Savoury and meaty, sturgeon pairs perfectly with the bold flavours of this recipe. Fresh curry leaves have nothing to do with the powder that shares their name and are worth seeking out. An edible herb with a unique citrus aroma and a lightly bitter taste, curry leaves elevate this dish from delicious to sublime.
Instead of white Pacific sturgeon, this recipe is also delightful using lingcod, Pacific cod, or rockfish. Just take note that cooking time for each fish is different—ask your fishmonger for advice.
In medium bowl, whisk together garam masala, salt, tamarind, and water. Add sturgeon fillets and turn to coat in marinade. Refrigerate for 30 minutes.
While sturgeon is marinating, make Cilantro Lime Rice. In medium saucepan, warm oil over medium heat. Add rice and stir until lightly toasted, about 3 minutes. Add water, lime zest, and salt, and bring mixture to a boil. Cover and reduce heat to low. Allow rice mixture to simmer until all liquid has absorbed, about 30 minutes. Remove from heat and stir in lime juice and chopped cilantro. Set aside and keep warm.
To cook sturgeon, heat oil in large frying pan over medium-high heat. Remove sturgeon from marinade and reserve any excess marinade. Add sturgeon, skin side down, working in batches if needed, until seared, about 1 to 2 minutes, before flipping over and searing on the other side for 1 minute. Reduce heat to medium-low before stirring coconut milk, reserved marinade, and curry leaves into pan. Cook, uncovered, stirring occasionally, until sturgeon is cooked through and sauce has thickened slightly, about 3 to 5 minutes.
To serve, divide rice among serving bowls. Top with sturgeon and some sauce. Garnish with snow peas and cilantro.
This recipe is part of the Sea's Bounty collection.
A tribute to the bounty and beauty of nature, this chocolate bark is studded with nuts, seeds, and berries and flavoured with the warming spices of ginger and cinnamon. Adding sweet paprika and chili also gives an interesting kick to a winter favourite. Cut back on the red pepper flakes if you prefer a less spicy version. Chocolate contains tryptophan—an essential amino acid—that helps our brain produce serotonin. Eating chocolate is a delicious way to get a mood boost, which can help lift our spirits when sunlight levels are low. Food of the Gods In the taxonomy of plants, the cacao plant, from which chocolate is derived, is called Theobroma cacao. Theobroma comes from Greek for “food of the gods.” Cacao comes from the Mayan word for the plant.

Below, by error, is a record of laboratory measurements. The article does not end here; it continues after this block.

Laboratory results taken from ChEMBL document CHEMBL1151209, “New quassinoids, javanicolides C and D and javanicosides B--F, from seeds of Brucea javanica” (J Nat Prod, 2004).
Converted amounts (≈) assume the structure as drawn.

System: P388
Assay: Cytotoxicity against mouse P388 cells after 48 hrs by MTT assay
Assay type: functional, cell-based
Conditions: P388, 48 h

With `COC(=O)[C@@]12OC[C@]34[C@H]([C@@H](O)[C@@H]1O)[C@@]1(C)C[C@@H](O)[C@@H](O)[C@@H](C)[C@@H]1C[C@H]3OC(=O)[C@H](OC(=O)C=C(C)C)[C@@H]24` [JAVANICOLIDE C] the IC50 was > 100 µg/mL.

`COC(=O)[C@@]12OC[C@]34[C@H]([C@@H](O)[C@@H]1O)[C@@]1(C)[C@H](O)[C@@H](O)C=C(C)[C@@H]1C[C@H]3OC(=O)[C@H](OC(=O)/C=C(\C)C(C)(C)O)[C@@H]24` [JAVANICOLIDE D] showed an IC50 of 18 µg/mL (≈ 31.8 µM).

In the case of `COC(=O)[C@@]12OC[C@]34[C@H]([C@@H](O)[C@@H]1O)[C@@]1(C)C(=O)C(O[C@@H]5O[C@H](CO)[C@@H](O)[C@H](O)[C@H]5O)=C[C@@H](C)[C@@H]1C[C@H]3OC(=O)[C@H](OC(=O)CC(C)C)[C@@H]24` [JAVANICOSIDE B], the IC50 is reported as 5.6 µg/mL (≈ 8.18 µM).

Up your omega-3 intake with these easy-to-make salmon parchment pockets. The sockeye fillets are first rubbed with a marinade of juniper berries, citrus zest, and garlic before being enclosed in parchment. Juniper has a strong and piney flavour and lends a unique tang to this dish. It also contains antioxidants with anti-inflammatory properties. Be sure to capture the juices that arise during steaming. No mortar and pestle? Crush juniper berries by laying them between two sheets of parchment and bashing them gently with a rolling pin.
Escarole is a bitter green that stands up to heat and is suitable for grilling, braising, or using in soups. In this salad, it’s broiled with radishes before being dressed in a sweet, garlicky dressing that cuts the bitterness. Escarole is high in folate (vitamin B9), important in red blood cell formation, and vitamin A, important in immune function and eye health. Like kale and other cruciferous vegetables, it’s also very high in vitamin K, which assists in blood clotting. Bitter green substitutes If you can’t find escarole, use frisée (also called curly endive), mustard greens, or radicchio. Romaine also stands up to heat well and makes a good substitute, but it lacks the characteristic bitterness of the others.
In Japan, it’s a custom to eat kabocha squash on the day of the winter solstice as a symbol of good health. In fact, kabocha squash contains cancer-fighting antioxidants such as beta carotene and lutein. It’s also full of fibre and vitamins A and C. We’ve made a roasted version dressed in a sweet and tangy marinade that’s sprinkled with sesame seeds before roasting in the oven. The remaining marinade, full of ginger, tamari, and red pepper flakes, is used as a dressing to further flavour the squash. Know your squash You’ll recognize kabocha squash by its dark green rind and round shape. Its yellowish-orange flesh is sweeter than other types and has been likened to a cross between sweet potato and pumpkin. The rind is quite hard but is edible when cooked. Wash squash well and take care while cutting. You can microwave the whole squash for 4 to 5 minutes prior to cutting to help soften the rind and make things a bit easier.